Resumes and C.V.s differ in important ways, though the terms are often used interchangeably. Don’t be fooled, though. If you want to move into, or advance in, industry, you will need an industry friendly resume.
While the scientific approach to discovery may not be much different in academic, government, nonprofit, or industry labs, the environment in which it is done can vary dramatically—as can the ultimate goal. For-profit businesses and nonprofit organizations often have different reasons for pursuing a scientific question. These two factors (the organization’s culture and purpose) alone mean that there are different priorities, so different styles of applications are needed.
In academia, hiring is often done by a team and your application is part of a packet of information including a C.V., a scientific proposal, reference letters, and perhaps a proposed operating budget. They are interested in whether you will build the institution’s reputation, attract funding, and teach effectively.
In industry, the focus is more on the bottom-line: will you be productive in generating relevant and meaningful information in a time-efficient manner? Though a team of people will likely interview you, the decision to interview and, ultimately, the decision to hire you likely will be made by one individual. The hiring manager generally wants to know if you are productive, innovative, and cooperative. Communicating that starts with your resume.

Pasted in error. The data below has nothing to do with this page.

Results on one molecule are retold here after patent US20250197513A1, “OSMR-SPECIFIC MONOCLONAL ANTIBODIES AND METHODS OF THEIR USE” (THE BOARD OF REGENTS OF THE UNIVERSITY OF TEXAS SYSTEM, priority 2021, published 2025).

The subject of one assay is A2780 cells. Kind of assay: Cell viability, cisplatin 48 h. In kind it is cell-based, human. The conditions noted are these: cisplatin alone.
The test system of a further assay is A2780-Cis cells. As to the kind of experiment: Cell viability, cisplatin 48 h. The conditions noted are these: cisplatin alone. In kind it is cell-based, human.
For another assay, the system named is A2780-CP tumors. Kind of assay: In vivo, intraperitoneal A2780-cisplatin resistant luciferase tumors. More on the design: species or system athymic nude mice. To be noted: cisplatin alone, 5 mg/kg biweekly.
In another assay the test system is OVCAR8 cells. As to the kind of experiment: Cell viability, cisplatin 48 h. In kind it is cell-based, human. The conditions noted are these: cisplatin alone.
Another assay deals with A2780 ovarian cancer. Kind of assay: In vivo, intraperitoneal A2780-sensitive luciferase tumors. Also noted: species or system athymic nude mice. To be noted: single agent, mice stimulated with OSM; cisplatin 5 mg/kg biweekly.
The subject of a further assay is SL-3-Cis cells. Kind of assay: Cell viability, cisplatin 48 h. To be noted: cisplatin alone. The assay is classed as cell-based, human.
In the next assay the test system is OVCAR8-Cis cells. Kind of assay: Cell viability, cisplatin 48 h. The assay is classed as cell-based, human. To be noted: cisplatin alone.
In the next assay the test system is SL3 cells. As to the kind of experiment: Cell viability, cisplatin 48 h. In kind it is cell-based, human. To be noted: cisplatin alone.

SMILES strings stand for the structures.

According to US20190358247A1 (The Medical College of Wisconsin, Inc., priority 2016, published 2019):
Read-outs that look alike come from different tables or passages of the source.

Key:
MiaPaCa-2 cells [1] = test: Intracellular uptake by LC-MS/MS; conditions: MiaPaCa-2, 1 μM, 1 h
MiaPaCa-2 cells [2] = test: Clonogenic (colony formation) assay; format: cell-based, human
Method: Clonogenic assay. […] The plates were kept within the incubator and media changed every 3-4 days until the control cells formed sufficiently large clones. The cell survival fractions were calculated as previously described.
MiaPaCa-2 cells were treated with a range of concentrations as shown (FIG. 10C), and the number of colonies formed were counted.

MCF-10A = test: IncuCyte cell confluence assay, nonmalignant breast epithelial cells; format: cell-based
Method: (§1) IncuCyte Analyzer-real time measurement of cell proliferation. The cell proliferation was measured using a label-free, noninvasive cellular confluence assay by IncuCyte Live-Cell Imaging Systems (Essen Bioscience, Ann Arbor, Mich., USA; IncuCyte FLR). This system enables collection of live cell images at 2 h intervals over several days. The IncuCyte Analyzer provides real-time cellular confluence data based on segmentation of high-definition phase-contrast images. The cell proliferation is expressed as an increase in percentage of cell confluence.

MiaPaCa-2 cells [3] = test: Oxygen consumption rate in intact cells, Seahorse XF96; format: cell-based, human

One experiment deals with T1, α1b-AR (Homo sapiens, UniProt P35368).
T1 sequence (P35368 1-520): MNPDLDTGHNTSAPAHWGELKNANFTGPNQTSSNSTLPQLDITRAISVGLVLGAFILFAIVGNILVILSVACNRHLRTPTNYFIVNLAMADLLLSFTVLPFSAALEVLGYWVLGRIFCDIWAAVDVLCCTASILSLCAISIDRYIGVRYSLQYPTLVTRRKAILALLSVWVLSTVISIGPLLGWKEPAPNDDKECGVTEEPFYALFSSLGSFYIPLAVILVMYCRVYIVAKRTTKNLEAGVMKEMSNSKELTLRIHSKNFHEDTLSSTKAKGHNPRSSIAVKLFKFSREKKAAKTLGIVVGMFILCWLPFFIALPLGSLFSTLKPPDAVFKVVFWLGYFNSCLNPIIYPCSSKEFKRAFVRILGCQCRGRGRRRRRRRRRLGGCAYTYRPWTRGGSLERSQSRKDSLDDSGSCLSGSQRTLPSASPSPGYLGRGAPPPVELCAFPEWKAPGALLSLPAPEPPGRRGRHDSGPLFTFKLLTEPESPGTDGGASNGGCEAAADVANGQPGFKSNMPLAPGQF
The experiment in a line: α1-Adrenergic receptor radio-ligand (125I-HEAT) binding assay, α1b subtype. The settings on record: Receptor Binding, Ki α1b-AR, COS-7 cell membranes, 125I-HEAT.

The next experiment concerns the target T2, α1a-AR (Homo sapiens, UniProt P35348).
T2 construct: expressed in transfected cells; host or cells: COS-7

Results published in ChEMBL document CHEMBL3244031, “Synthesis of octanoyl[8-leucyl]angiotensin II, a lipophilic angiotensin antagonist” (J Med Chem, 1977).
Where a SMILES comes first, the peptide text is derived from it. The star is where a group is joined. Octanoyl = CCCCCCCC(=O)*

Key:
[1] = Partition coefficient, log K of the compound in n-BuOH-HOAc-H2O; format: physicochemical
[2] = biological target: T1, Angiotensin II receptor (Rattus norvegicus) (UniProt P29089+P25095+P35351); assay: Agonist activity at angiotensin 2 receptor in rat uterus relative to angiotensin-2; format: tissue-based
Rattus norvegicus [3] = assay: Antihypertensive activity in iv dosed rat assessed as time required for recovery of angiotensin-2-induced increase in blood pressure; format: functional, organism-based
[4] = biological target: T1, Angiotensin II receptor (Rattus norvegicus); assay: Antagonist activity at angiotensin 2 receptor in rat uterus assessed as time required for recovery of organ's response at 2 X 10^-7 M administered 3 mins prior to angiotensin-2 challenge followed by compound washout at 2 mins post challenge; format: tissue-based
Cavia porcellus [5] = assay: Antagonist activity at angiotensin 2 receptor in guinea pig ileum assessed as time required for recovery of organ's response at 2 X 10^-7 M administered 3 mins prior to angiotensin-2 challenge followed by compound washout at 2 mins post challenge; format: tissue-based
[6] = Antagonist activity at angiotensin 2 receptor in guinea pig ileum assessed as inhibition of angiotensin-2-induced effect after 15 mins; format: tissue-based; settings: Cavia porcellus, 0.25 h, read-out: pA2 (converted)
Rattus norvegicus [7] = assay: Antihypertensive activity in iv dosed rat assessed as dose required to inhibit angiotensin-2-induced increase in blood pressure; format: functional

Hiring managers are not generally interested in descriptions of your experience or even what you learned. They want to know how you contributed, innovated, and what resulted.
For this reason, it is best to use bullet points and active past tense verbs which, psychologically, communicate to the reader “results accomplished.”
But a good resume is more than titles, bullet points, and publications.
How do you know what’s relevant to a hiring manager and how to express it best?
The Position-Results-Edge (PRE) Resume Worksheet© available at www.ScientiticResumes.com helps you evaluate your time in a “results-oriented” context and present it in a clear, powerful way.
Designed by industry scientists for scientists, the P.R.E. Resume Worksheet© will guide you into realizing results you did not even remember or consider. And, you will see how to articulate those results in a direct and meaningful way that hiring managers appreciate. Plus, get tips on constructing your resume in a way that is flexible and easily tailored for specific jobs.
The creators of ScientificResumes.com know how hard it is to break into, or advance, in industry without the right tools. You will not find a site more relevant and focused for your goal of getting into, or advancing in, science-related positions in industry.
Invest a little in yourself to get the files you need to create a strong, industry-friendly resume. You can even have it reviewed, proofread, and edited by industry professionals.
Then, use it to apply for positions such as these that do NOT require prior experience in industry. Click HERE.
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